Even with the best efforts to manage asthma well, there are sometimes situations that need urgent first aid for asthma symptoms.
|An asthma attack is an emergency – act quickly|
If a young child 5 years or younger is having an asthma attack
- In young children asthma symptoms may become worse very quickly.
- In some children, a change of behaviour may be an indication of worsening asthma.
- Learn more about an asthma emergency action plan for children 5 years of age and under.
If an older child, teenager or adult is having an asthma attack
Children 5 years and older, teenagers and adults
If someone is having an asthma attack, follow the 'ASTHMA' acronym
A = Assess
Assess how severe the asthma attack is:
If the person has severe asthma or is frightened, call an ambulance on 111.
S = Sit
Sit the person upright and stay with them. Reassure them calmly.
T = Treat
With reliever inhalers: Symbicort, Vannair, DuoResp Spiromax, Ventolin, Respigen, SalAir or Bricanyl.
Treatment depends on how severe the asthma attack is.
H = Help
If the person is not improving, call an ambulance immediately on 111. Continue to use the reliever inhaler every few minutes until help arrives.
M = Monitor
If the person is improving, keep monitoring them. If necessary, repeat doses of the reliever inhaler.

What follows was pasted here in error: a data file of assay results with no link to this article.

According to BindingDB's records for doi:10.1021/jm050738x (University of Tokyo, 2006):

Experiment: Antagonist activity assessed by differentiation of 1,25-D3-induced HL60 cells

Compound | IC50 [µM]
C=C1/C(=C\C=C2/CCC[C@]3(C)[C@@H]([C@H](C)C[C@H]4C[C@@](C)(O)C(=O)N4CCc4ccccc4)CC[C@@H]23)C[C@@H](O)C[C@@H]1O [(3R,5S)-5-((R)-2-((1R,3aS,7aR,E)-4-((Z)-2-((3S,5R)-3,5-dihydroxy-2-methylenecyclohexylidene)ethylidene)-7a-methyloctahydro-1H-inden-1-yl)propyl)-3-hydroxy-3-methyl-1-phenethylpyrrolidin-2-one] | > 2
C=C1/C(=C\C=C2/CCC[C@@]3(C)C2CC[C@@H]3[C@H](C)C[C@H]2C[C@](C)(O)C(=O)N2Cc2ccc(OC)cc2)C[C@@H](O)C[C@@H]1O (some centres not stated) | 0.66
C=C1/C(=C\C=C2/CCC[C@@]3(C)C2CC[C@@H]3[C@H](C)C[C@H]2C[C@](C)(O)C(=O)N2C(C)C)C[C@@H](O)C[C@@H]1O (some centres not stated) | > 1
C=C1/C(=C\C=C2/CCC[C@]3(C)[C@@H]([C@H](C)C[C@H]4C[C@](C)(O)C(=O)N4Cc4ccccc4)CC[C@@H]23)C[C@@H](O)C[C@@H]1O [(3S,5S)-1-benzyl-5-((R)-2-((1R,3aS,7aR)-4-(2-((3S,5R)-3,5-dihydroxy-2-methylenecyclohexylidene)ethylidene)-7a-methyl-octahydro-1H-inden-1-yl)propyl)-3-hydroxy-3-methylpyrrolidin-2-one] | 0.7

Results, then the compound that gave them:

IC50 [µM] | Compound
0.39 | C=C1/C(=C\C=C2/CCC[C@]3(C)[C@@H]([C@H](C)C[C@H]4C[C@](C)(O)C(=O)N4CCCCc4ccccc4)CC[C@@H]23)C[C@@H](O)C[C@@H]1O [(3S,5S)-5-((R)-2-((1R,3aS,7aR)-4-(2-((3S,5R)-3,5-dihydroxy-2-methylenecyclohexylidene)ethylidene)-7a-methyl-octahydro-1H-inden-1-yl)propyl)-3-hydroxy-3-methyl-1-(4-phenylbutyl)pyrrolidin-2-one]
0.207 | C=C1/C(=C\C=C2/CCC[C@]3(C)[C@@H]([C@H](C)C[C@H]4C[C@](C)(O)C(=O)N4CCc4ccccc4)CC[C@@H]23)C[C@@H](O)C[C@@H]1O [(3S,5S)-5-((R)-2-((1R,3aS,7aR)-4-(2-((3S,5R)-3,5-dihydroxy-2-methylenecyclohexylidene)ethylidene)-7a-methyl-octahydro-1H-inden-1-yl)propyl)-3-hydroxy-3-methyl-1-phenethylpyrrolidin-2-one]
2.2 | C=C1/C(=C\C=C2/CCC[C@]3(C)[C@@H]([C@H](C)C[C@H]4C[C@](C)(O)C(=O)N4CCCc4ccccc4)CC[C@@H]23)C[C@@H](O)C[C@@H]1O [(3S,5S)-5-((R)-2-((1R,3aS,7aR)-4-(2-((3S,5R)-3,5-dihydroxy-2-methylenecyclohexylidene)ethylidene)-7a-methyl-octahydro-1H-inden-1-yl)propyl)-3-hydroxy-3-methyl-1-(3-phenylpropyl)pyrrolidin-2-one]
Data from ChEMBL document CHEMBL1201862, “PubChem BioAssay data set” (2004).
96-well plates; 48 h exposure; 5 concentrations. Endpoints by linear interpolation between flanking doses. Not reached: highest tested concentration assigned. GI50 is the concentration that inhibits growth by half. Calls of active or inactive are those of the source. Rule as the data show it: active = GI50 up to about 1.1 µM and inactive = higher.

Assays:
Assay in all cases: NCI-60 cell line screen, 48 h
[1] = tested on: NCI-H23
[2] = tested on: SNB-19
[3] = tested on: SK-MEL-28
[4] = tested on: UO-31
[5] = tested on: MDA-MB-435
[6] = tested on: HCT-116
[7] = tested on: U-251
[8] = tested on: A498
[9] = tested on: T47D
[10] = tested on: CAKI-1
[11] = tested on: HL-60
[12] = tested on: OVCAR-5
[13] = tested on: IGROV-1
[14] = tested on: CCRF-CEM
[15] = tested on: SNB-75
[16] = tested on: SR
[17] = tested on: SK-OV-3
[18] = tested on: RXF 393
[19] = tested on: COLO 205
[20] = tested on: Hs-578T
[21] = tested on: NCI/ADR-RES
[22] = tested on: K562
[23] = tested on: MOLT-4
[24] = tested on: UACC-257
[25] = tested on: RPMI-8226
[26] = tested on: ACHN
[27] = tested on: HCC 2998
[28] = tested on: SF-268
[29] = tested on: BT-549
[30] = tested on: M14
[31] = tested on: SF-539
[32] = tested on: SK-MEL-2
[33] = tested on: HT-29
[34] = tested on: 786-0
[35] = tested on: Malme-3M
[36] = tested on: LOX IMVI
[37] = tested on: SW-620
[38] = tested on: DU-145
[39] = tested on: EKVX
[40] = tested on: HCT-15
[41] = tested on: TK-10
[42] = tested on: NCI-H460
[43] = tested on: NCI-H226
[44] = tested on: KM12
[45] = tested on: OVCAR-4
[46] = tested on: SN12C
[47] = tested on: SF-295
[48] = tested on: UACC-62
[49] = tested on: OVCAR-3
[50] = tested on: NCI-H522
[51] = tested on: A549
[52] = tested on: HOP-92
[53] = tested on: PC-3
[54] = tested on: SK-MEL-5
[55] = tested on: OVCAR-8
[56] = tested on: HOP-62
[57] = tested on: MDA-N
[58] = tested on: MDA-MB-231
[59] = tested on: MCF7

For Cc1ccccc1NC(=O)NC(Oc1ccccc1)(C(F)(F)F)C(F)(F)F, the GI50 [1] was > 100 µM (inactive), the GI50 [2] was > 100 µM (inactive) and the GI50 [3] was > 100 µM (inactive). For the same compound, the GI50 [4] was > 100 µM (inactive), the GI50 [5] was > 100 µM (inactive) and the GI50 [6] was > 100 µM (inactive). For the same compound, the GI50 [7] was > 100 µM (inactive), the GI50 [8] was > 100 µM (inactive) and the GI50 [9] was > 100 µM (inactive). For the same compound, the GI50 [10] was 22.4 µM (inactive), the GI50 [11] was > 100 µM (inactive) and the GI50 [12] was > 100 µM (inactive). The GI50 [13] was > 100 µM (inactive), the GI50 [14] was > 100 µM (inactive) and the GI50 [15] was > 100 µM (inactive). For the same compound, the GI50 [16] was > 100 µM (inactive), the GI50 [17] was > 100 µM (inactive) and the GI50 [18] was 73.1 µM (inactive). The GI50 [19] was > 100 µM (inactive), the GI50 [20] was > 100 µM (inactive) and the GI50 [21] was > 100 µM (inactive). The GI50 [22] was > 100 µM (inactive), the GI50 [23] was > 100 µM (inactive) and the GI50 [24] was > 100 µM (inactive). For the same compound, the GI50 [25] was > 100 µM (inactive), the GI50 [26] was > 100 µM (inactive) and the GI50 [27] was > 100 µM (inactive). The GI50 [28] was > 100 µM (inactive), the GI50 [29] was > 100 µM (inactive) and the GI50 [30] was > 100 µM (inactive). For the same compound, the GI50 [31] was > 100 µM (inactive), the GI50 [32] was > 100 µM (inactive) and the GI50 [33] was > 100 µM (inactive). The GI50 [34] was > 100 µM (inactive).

A = All OK!
When the person is free of wheeze, cough or breathlessness, they can return to quiet activity.
If symptoms recur, repeat treatment and rest. It is important to always see a doctor after an asthma attack.
The following links has more information about asthma first aid.
Asthma action plans – adults
Asthma action plans – children
Asthma emergency action plan for children 5 years of age and under Asthma New Zealand and the Lung Association, NZ
- Asthma first aid Asthma and Respiratory Foundation, NZ
- What to do in an asthma emergency Asthma New Zealand
|Teresa Demetriou is the head of education and research at the Asthma and Respiratory Foundation NZ and co-author of the Child and Adolescent Asthma Guidelines. As a registered nurse with a wide range of experience in primary health, respiratory healthcare and education, she is responsible for ensuring that evidence-based best practice is implemented into all of the Foundation’s training, guidelines and resources.|